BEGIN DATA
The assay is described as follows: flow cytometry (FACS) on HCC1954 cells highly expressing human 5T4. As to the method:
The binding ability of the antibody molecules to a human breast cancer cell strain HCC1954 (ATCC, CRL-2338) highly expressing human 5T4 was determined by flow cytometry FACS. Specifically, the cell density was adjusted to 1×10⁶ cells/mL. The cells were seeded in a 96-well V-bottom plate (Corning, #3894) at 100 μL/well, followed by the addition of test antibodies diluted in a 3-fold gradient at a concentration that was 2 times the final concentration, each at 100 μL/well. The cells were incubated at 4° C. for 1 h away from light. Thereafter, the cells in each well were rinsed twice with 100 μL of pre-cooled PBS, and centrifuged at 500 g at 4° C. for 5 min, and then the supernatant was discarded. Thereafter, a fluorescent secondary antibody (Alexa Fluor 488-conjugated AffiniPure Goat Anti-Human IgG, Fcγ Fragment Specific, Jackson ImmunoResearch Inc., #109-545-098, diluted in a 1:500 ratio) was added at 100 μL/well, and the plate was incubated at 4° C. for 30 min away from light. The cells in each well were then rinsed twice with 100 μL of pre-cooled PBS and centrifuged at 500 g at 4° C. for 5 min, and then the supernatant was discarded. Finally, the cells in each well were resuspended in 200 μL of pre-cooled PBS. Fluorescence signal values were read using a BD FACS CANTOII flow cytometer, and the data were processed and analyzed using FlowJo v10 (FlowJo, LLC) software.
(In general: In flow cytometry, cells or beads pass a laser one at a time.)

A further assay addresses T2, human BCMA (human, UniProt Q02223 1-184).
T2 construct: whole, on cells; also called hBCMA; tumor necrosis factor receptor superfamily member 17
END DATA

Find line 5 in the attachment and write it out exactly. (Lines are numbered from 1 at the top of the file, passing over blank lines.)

T2 construct: whole, on cells; also called hBCMA; tumor necrosis factor receptor superfamily member 17